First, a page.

On Friday 21 May 2021 in Krakelshaff, Claude Turmes, Luxembourg’s Minister of Energy, symbolically commissioned a photovoltaic installation installed on the roofs of the training centre belonging to the Fédération des Artisans, a EuropeOn member.
With a total of 496 photovoltaic panels, the installation has an installed capacity of 168.64kWp and is capable of producing 170 MWh annually. The energy produced by the plant corresponds to the annual consumption of approximately 150 people in Luxembourg, or the equivalent of the energy needed by an electric vehicle to travel 860,000 km.
In Luxembourg, the National Energy and Climate Plan foresees a reduction in CO2 emissions of around 55% by 2030, as well as an increase in renewable energy leading to 25% of the energy mix and an improvement of up to 44% in energy efficiency.
The government’s ambition is to take a giant step towards the electrification and decarbonisation of the Luxembourgish economy and society within the next 9 years.
The availability of a qualified workforce is a key element for the success of this plan. In this context, the Minister of Energy, Claude Turmes, visited the Centre de Compétences de l’Artisanat, which aims to train employees in the sector by offering them targeted and continuous professional training.
The role of the craft industry
The various Engineering and Construction sectors are essential partners in meeting the challenge of the energy transition. In the technical equipment industry alone, more than 500 specialised companies serve as an interface with customers, advise, install and ensure the proper functioning of equipment. Only a craft sector consisting of a multitude of companies of different sizes and specialisations will be able to implement the necessary measures to achieve the envisaged emission reductions within the timeframe.
A key element in this effort is continuing vocational education and training.
A sector well prepared and trained to meet the challenge of energy transition, with the help of Europe
The craft sector has the resources and skills to play a key role in the energy transition in Luxembourg. Since the creation of its Competence Centre in 2015, the sector has invested heavily in lifelong professional training for company managers and employees, focusing on energy performance.
Michel Reckinger, the president of the Fédération des Artisans, recalls that the creation of the Competence Centre for Technical Building Engineering originated in the framework of the European programme “Build Up Skills Energy Training for Builders”, which aimed to prepare the construction sector for the challenges of the energy transition.
The aim of the Competence Centre is to stimulate the continuous professional training of craftsmen in the technical engineering sector, especially for building and renovating energy-efficient houses.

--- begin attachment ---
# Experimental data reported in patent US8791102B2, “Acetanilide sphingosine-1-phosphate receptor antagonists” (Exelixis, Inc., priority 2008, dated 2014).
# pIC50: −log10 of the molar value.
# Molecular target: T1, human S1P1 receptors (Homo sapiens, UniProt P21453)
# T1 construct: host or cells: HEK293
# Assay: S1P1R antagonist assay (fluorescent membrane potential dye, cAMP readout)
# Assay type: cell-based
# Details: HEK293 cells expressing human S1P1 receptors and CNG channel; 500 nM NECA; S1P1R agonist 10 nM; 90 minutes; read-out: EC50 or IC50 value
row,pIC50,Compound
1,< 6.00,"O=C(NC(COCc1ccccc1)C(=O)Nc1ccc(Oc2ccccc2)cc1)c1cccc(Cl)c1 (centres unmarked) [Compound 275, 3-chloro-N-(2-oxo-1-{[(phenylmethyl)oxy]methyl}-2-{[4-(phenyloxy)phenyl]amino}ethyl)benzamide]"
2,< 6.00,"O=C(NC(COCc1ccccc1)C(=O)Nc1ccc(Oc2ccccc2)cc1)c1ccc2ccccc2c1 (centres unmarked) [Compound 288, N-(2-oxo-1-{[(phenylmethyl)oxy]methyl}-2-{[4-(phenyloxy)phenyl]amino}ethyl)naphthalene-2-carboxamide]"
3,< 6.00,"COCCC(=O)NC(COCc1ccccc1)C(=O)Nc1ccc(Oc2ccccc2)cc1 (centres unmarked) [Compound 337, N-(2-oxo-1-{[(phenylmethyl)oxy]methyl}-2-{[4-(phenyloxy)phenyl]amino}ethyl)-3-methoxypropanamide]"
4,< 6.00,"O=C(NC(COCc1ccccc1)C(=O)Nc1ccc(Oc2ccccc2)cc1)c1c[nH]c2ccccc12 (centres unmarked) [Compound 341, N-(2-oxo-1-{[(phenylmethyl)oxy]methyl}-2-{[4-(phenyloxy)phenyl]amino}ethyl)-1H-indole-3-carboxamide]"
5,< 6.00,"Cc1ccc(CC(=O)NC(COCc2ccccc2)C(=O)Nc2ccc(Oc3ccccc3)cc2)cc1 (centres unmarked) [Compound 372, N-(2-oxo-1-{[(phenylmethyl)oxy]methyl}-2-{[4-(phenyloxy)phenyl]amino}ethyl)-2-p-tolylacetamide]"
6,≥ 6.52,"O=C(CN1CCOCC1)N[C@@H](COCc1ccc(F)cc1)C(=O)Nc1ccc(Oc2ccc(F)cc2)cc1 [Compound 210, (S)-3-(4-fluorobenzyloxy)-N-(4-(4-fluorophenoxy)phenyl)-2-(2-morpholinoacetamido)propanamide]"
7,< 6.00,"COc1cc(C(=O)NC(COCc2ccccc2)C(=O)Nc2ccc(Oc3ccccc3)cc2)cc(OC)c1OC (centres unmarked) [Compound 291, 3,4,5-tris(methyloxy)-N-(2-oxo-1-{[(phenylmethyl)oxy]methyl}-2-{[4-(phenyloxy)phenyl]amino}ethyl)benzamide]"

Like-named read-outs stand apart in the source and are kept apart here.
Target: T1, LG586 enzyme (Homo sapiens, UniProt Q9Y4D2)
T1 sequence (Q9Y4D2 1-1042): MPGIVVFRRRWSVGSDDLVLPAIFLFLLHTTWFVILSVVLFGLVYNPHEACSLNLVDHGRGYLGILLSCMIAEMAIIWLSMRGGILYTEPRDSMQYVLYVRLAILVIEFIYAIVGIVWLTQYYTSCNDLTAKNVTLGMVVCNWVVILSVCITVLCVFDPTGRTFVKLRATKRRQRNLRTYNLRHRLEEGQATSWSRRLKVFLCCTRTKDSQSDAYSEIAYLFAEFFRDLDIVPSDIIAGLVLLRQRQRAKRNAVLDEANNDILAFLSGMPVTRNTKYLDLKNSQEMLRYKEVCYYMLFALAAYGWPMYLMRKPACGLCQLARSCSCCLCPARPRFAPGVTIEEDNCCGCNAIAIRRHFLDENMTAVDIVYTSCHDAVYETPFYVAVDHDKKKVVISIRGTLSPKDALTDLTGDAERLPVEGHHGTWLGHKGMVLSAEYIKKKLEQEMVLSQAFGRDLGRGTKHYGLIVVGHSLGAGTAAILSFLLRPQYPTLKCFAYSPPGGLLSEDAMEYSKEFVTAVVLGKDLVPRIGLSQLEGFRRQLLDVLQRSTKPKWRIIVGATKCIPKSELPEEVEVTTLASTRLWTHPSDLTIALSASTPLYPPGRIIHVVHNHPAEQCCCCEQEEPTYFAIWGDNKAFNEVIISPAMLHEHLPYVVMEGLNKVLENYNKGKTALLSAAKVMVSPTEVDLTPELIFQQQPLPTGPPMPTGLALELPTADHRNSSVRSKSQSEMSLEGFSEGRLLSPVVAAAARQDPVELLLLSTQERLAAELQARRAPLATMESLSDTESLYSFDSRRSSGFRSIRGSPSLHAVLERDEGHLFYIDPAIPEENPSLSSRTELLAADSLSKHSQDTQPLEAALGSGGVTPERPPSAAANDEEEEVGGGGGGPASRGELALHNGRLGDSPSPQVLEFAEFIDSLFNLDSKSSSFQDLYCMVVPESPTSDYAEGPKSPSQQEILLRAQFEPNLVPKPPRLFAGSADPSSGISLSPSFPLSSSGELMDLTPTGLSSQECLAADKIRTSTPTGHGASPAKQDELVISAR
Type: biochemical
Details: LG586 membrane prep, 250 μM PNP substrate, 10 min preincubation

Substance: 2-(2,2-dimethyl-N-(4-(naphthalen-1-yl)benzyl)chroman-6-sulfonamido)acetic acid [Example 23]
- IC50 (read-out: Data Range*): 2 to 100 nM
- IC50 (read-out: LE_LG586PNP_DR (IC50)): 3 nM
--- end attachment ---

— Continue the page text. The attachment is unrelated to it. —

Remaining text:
“Together with the Institut de Formation Sectoriel du Bâtiment, the building sector has a structured and sector-financed lifelong training system, which is a unique approach in Europe,” Michel Reckinger points out.
Since their creation in 2015, the Competence Centres have organised 6,500 training courses and have trained no less than 25,500 professionals. With the infrastructure in Krakelshaff now operational, the Managing Director of the Competence Centres, Prof. Dr. Marc Ant, is confident that the qualification of companies can be boosted even further.
Marc Thein, President of the Federation of Technical Engineering (of which the Federation des Artisants is a member), points out that the sector offers a whole range of interesting careers for young people. “One of the major challenges in the years to come is the availability of a qualified workforce. The technical engineering professions offer good career prospects in a rapidly expanding sector of the future. Together with the government, we will have to promote our trades and invest in qualification and skills transfers. “
For Claude Turmes, Minister for Energy, the challenge of the energy transition will be met together with the craft industry
The challenge of the energy transition can only be met if the training of craftsmen in the technologies of the future, who play a key role in the implementation of the measures of the National Energy and Climate Plan (NECP), is ensured.
Energy Minister Claude Turmes was delighted: “Heat pumps are a technology of the future for heating our buildings without using fossil fuels: the energy produced from solar panels installed on the roof will be fed directly into the heat pump and will produce 100% renewable and locally produced energy. Electromobility, powered by green electricity, also plays a key role in the decarbonisation of our energy mix and, like heating systems and photovoltaic installations, requires expert craftsmen, highly trained in the field thanks to the excellent Competence Centres. I am very proud today to see that the industry’s training efforts are in line with the government’s efforts to support households in their energy transition through tools such as energy renovation bonuses. “